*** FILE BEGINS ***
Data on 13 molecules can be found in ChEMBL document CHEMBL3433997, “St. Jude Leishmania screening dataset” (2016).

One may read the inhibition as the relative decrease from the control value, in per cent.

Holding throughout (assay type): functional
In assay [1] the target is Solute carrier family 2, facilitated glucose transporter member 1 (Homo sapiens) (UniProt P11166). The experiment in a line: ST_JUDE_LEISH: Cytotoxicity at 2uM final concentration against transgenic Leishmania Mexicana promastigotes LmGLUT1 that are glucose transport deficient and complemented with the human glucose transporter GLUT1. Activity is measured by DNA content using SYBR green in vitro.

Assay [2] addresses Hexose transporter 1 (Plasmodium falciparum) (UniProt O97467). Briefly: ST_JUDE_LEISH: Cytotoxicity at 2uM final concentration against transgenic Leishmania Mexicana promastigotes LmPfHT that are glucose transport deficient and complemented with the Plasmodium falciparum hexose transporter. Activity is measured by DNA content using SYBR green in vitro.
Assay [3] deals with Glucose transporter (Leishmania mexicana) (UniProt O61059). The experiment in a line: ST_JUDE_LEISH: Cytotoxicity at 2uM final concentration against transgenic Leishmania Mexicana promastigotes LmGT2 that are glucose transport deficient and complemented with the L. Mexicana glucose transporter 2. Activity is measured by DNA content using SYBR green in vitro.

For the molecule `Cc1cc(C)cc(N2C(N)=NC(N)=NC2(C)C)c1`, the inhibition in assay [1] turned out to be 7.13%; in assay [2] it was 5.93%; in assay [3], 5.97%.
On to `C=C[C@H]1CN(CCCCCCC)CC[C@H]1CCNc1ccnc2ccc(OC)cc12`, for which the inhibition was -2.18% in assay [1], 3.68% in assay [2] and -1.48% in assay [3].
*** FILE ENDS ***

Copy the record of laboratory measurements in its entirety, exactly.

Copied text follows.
Data on 13 molecules can be found in ChEMBL document CHEMBL3433997, “St. Jude Leishmania screening dataset” (2016).

One may read the inhibition as the relative decrease from the control value, in per cent.

Holding throughout (assay type): functional
In assay [1] the target is Solute carrier family 2, facilitated glucose transporter member 1 (Homo sapiens) (UniProt P11166). The experiment in a line: ST_JUDE_LEISH: Cytotoxicity at 2uM final concentration against transgenic Leishmania Mexicana promastigotes LmGLUT1 that are glucose transport deficient and complemented with the human glucose transporter GLUT1. Activity is measured by DNA content using SYBR green in vitro.

Assay [2] addresses Hexose transporter 1 (Plasmodium falciparum) (UniProt O97467). Briefly: ST_JUDE_LEISH: Cytotoxicity at 2uM final concentration against transgenic Leishmania Mexicana promastigotes LmPfHT that are glucose transport deficient and complemented with the Plasmodium falciparum hexose transporter. Activity is measured by DNA content using SYBR green in vitro.
Assay [3] deals with Glucose transporter (Leishmania mexicana) (UniProt O61059). The experiment in a line: ST_JUDE_LEISH: Cytotoxicity at 2uM final concentration against transgenic Leishmania Mexicana promastigotes LmGT2 that are glucose transport deficient and complemented with the L. Mexicana glucose transporter 2. Activity is measured by DNA content using SYBR green in vitro.

For the molecule `Cc1cc(C)cc(N2C(N)=NC(N)=NC2(C)C)c1`, the inhibition in assay [1] turned out to be 7.13%; in assay [2] it was 5.93%; in assay [3], 5.97%.
On to `C=C[C@H]1CN(CCCCCCC)CC[C@H]1CCNc1ccnc2ccc(OC)cc12`, for which the inhibition was -2.18% in assay [1], 3.68% in assay [2] and -1.48% in assay [3].